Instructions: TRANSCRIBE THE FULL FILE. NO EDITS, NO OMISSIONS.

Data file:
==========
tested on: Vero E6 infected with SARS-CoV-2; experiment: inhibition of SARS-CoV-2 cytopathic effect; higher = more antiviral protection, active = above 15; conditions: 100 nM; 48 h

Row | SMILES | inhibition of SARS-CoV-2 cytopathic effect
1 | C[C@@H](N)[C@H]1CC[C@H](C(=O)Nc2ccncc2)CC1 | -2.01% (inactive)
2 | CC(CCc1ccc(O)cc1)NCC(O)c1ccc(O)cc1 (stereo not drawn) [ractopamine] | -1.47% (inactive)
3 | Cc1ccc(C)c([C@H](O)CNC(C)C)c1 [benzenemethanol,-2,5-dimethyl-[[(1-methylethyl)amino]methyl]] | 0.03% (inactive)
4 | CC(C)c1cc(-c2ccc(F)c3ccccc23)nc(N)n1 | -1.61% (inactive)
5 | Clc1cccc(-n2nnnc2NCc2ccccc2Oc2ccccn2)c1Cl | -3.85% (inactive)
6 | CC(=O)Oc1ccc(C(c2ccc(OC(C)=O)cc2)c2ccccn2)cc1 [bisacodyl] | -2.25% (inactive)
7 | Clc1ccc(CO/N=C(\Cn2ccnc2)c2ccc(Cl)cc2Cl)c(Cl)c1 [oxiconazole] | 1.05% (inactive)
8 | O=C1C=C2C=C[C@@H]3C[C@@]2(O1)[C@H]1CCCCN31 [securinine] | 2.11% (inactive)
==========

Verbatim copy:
tested on: Vero E6 infected with SARS-CoV-2; experiment: inhibition of SARS-CoV-2 cytopathic effect; higher = more antiviral protection, active = above 15; conditions: 100 nM; 48 h

Row | SMILES | inhibition of SARS-CoV-2 cytopathic effect
1 | C[C@@H](N)[C@H]1CC[C@H](C(=O)Nc2ccncc2)CC1 | -2.01% (inactive)
2 | CC(CCc1ccc(O)cc1)NCC(O)c1ccc(O)cc1 (stereo not drawn) [ractopamine] | -1.47% (inactive)
3 | Cc1ccc(C)c([C@H](O)CNC(C)C)c1 [benzenemethanol,-2,5-dimethyl-[[(1-methylethyl)amino]methyl]] | 0.03% (inactive)
4 | CC(C)c1cc(-c2ccc(F)c3ccccc23)nc(N)n1 | -1.61% (inactive)
5 | Clc1cccc(-n2nnnc2NCc2ccccc2Oc2ccccn2)c1Cl | -3.85% (inactive)
6 | CC(=O)Oc1ccc(C(c2ccc(OC(C)=O)cc2)c2ccccn2)cc1 [bisacodyl] | -2.25% (inactive)
7 | Clc1ccc(CO/N=C(\Cn2ccnc2)c2ccc(Cl)cc2Cl)c(Cl)c1 [oxiconazole] | 1.05% (inactive)
8 | O=C1C=C2C=C[C@@H]3C[C@@]2(O1)[C@H]1CCCCN31 [securinine] | 2.11% (inactive)